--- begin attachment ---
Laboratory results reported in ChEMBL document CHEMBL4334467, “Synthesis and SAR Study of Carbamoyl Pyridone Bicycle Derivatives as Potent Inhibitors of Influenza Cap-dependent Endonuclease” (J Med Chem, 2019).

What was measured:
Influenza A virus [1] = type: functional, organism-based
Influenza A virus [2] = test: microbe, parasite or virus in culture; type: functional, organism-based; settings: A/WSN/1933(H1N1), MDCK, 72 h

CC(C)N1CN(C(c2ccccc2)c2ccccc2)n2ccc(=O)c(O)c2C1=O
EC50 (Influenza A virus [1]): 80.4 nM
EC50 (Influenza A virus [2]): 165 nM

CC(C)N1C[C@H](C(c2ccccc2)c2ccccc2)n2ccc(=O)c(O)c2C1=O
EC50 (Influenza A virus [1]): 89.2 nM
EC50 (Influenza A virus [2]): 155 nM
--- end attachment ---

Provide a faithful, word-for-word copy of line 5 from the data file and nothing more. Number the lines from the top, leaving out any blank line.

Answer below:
CC(C)N1CN(C(c2ccccc2)c2ccccc2)n2ccc(=O)c(O)c2C1=O